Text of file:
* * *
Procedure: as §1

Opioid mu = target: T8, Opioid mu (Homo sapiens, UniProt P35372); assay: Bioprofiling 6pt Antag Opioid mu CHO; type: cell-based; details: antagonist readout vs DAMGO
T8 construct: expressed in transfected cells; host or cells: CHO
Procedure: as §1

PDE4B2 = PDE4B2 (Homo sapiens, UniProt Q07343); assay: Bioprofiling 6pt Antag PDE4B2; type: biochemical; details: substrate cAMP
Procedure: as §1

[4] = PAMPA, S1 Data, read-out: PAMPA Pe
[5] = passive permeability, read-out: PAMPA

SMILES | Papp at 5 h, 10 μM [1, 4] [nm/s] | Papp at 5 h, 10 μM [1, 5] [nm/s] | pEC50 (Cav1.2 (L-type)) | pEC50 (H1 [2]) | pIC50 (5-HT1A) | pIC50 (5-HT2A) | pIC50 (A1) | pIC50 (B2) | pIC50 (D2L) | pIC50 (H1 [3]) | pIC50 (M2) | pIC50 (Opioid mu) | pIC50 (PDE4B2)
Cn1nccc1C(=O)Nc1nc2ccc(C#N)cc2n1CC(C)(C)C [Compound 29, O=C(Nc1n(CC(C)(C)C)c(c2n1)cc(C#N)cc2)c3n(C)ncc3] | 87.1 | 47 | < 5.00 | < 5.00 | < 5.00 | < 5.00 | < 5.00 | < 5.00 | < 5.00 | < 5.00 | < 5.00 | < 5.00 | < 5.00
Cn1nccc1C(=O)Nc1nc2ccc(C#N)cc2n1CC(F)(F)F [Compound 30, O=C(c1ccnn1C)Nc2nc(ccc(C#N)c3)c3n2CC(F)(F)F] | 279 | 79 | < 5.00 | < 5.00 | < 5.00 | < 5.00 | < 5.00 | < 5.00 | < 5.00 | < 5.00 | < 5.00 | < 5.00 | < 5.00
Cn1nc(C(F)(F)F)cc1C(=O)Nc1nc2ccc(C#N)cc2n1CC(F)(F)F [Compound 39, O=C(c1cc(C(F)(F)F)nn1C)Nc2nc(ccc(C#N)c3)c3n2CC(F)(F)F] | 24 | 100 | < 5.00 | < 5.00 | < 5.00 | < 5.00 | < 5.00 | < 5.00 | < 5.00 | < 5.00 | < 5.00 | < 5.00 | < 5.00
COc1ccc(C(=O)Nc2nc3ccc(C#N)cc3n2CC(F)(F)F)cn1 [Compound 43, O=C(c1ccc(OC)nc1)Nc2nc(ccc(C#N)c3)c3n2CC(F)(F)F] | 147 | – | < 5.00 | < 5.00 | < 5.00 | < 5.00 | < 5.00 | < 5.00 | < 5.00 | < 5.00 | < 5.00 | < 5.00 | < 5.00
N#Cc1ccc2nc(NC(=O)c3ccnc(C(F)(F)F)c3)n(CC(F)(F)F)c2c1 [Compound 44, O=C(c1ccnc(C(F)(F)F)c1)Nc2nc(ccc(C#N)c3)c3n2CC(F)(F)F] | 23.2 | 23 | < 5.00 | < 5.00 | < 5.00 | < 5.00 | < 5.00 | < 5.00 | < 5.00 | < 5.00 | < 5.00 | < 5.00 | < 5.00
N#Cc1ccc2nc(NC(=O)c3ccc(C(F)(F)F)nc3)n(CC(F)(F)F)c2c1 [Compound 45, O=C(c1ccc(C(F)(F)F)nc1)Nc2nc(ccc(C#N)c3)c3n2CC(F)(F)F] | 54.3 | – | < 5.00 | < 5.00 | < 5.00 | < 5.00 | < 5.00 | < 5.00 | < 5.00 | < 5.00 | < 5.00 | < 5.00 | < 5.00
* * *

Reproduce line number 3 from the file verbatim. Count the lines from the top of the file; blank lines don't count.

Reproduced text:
T8 construct: expressed in transfected cells; host or cells: CHO